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Networking event for newcomers to project management

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The University of the West of England was host to an inspirational talks from members of the APM South Wales & West of England branch, including members of the Helping Hands team that won the 2015 APM Project Management Challenge. Following these presentations, breakout sessions were facilitated with the aspiring project managers in attendance. The theme of the event was entitled “Networking Event for Newcomers to Project Management” and was aimed at individuals seeking to embark on a career in project management.  

In his welcoming address Paul Johnson, the SWWE Newcomers Representative, set the scene for the evening by explaining the nature and structure of the event along with the proposed agenda. He went on to point out that the branch is one of the most active in the APM covering a large geographical area in the South West with more than 2880 individual and 55 corporate members. The branch organises around 20 member events throughout the year suitable for all levels of experience. It continues to have extensive engagement with academia and corporate members alike providing many individuals with the opportunity to network with employers across many different sectors of industry. 

Following Paul’s introduction, the principal guest speakers for the evening were Rebekah Rice and Sophie Edwards. Rebekah and Sophie both work for Bristol Water, and they were also part of the Helping Hands team that won the 2015 APM Project Management Challenge. They gave a motivational and inspiring presentation; the benefits of participating in the PM challenge, and of being involved in Project Management as a whole, shone through. 

The Helping Hands team worked with the One 25 Shelter who provide for women living on the streets of Bristol. Their challenge was to improve security and overall living conditions at the One 25 Shelter. Their presentation focused upon the importance of good team-working and selecting the most appropriate tools and techniques to ensure that the projects objectives are delivered. Alongside the more traditional PM tools and techniques such as scheduling and risk management, Rebekah and Sophie also identified that thinking outside of the box and utilising your existing contacts as being of equal importance. Having spent time on the streets with their stakeholders to build their understanding of the requirement and to optimise the Helping Hands outputs, Rebekah and Sophie summarised their experiences of the PM Challenge as: helping a good cause, developing new skills, making new friends, and building confidence!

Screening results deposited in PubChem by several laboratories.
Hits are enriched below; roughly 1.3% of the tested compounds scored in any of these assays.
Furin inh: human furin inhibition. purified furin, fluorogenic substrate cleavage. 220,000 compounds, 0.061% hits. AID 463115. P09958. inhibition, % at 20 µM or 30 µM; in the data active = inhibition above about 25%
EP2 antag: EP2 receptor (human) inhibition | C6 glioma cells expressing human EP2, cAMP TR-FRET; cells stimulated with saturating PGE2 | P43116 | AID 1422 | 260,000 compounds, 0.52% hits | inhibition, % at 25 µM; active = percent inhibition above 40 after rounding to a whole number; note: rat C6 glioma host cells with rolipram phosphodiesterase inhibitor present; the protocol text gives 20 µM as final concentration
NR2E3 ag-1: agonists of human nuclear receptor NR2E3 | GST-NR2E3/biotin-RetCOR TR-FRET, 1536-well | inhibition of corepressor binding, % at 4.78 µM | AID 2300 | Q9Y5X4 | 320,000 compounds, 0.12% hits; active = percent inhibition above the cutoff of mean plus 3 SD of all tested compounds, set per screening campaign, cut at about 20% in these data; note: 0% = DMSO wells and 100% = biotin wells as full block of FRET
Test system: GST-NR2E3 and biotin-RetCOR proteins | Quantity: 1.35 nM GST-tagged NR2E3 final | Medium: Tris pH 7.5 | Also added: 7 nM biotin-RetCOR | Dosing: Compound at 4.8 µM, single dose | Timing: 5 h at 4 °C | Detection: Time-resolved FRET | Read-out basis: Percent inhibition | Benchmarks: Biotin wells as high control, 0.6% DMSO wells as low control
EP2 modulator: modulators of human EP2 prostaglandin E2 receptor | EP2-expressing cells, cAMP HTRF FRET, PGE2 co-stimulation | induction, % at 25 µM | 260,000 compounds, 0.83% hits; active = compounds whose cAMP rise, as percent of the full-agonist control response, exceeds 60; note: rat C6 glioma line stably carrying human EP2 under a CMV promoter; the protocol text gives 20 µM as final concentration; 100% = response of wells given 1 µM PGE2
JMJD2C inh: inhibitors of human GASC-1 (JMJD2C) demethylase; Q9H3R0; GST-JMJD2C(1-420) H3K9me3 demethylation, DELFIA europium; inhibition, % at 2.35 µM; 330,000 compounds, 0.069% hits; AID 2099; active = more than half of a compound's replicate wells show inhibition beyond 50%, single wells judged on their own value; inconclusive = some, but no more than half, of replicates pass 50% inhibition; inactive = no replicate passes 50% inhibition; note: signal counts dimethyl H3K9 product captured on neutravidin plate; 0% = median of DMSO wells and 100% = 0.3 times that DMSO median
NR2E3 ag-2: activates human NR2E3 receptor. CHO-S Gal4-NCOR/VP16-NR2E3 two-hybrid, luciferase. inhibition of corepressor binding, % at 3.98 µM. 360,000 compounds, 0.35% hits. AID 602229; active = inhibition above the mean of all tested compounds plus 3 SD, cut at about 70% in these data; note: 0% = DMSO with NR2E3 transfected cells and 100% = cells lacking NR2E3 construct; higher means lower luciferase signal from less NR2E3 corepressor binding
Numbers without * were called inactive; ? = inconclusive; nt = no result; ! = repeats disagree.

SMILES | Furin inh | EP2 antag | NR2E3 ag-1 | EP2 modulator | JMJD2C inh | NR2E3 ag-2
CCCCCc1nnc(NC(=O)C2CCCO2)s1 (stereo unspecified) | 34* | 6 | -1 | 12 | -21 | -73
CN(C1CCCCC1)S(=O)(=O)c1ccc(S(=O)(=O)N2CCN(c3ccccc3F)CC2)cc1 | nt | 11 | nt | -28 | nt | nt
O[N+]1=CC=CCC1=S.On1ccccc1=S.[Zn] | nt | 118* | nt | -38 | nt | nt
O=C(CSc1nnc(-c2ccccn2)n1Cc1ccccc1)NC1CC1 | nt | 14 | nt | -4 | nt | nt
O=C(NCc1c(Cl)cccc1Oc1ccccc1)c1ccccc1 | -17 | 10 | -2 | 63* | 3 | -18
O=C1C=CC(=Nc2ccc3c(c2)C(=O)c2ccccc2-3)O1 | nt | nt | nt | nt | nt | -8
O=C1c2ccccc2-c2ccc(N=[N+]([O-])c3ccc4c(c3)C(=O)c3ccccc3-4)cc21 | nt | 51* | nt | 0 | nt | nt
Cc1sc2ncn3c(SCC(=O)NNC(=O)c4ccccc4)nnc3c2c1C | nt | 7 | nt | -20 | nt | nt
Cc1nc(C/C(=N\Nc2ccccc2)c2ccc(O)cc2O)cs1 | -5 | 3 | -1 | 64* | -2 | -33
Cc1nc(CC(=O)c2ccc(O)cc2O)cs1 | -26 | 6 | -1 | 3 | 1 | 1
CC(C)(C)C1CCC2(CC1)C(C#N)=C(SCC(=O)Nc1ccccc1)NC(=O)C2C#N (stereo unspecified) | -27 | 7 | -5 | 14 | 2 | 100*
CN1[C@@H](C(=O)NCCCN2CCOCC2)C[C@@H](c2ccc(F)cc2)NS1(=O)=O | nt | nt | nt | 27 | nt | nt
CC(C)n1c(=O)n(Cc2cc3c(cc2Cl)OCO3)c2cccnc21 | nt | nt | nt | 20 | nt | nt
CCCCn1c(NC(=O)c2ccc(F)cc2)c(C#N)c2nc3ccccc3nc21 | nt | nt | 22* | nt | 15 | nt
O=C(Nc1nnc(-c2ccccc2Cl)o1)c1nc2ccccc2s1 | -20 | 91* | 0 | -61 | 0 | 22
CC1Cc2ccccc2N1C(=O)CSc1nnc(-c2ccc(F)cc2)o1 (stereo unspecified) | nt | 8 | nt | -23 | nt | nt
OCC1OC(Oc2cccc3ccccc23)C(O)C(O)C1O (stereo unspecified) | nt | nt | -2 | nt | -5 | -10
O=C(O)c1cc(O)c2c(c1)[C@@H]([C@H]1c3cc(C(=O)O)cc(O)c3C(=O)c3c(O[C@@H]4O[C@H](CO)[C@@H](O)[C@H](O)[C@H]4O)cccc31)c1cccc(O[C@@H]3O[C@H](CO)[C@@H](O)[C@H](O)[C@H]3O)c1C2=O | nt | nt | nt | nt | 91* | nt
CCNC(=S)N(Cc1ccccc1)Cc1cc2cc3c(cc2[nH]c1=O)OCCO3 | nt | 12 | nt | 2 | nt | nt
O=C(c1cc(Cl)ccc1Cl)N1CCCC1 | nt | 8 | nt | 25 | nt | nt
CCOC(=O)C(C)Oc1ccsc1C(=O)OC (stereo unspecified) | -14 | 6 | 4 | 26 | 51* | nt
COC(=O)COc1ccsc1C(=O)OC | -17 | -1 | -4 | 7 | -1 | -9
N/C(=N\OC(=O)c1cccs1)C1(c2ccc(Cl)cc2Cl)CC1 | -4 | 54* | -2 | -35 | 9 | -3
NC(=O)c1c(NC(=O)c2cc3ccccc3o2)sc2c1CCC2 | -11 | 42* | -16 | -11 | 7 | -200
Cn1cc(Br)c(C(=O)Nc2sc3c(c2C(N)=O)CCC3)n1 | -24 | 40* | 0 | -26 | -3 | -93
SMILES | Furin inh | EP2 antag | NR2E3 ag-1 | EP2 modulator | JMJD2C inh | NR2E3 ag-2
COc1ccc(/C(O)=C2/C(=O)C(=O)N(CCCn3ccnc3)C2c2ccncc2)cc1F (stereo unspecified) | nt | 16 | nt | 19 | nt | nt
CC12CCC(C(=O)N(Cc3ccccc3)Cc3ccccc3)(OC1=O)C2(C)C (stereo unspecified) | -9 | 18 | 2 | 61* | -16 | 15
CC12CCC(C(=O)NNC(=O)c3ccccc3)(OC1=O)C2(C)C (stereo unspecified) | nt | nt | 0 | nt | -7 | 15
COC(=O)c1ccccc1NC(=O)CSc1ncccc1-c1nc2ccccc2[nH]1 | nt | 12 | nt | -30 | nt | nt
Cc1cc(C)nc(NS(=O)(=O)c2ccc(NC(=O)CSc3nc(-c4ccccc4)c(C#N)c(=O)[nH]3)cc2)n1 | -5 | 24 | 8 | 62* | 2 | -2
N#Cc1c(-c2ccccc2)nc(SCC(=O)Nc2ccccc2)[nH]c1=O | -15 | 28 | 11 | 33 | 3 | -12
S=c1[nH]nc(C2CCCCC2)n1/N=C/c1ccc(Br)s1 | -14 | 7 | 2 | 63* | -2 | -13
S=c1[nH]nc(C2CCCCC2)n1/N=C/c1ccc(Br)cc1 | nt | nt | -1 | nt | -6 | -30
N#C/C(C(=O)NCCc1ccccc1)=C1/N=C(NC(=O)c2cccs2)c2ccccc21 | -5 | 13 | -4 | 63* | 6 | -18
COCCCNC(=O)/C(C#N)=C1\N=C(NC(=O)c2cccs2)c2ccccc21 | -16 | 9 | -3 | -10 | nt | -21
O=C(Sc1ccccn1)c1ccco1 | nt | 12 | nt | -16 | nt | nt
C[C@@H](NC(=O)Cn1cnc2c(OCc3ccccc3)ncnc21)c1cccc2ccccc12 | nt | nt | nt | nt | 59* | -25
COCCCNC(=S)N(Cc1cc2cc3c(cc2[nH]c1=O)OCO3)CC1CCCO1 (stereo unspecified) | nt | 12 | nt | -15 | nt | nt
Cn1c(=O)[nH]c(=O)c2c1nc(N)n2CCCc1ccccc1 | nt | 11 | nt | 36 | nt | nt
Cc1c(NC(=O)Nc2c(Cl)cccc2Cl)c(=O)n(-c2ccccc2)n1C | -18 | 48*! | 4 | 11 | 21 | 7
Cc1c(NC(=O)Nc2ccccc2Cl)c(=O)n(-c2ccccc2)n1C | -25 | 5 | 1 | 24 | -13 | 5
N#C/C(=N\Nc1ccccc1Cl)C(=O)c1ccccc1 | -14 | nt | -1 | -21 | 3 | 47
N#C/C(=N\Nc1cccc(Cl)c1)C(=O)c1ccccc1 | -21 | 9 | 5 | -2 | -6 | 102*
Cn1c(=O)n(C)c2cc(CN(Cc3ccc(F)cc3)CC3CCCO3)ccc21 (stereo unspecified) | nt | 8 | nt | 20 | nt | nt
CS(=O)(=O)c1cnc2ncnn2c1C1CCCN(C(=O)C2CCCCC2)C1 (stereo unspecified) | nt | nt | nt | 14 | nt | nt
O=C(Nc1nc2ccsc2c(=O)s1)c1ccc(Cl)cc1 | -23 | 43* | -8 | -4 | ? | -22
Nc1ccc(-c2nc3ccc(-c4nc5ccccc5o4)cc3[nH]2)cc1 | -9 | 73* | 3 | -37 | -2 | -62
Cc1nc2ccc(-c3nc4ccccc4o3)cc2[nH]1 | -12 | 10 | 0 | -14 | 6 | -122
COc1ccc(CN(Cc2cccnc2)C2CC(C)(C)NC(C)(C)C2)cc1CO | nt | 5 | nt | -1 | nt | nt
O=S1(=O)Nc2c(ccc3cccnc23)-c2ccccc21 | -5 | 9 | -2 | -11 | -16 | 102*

After the presentations, the whole group went to a break-out room, and were divided into six groups to discuss the following topics:

  • Group 1: What makes a successful project manager - qualifications or experience?
  • Group 2: What three core 'personal' competences or attributes must I demonstrate to have a chance of success as a professional project manager?
  • Group 3: What does project success look like?
  • Group 4: I want to be a successful project manager and I'm ambitious; what are the three core 'management' competences I should focus on?
  • Group 5: What are the challenges for managing a project which is highly complex and technically challenging?
  • Group 6: Are project managers born or bred?

Following 20 minutes of exploring the questions posed, a spokesperson for each group presented the key points of their discussion to the entire group, prompting further discussion around the groups’ findings. The keys themes to emerge were (please see attached Feeback results for further details):

  • Group 1: The group saw ‘experience’ as the slightly more beneficial leading element on the basis that if you have experience you should have already addressed many of the characteristics and competences that a training environment would offer.
  • Group 2: The group identified leadership, Clear communication of project goals and objectives and organisational skills as the three ‘personal’ competencies required to become a successful Project Manager.
  • Group 3: Aspects of project success were identified and grouped into four categories: internal (project), internal (business), internal (personal) and external.
  • Group 4: The three ‘management’ competencies that were identified by the group as being synonymous with a successful project manager were leadership, decision making and thinking outside of the box.
  • Group 5: The conclusion drawn by the group was that many of the challenges they identified (risks, failure to understand scope, lack of resource) were generic to Project Management whether in a simple or complex environment.
  • Group 6: The group concluded that everyone is born with a degree of natural ability. A good project manager recognises what he/she is good at, and develops (through training or experiences) further skills to ensure that the project can be delivered. As each project is unique and presents its own set of challenges, a good project manager will always look to develop new skills and approaches as they progress through their career.

The evening concluded with refreshments providing an additional networking opportunity to all attendees to hopefully inspire a new generation of project managers in the making.


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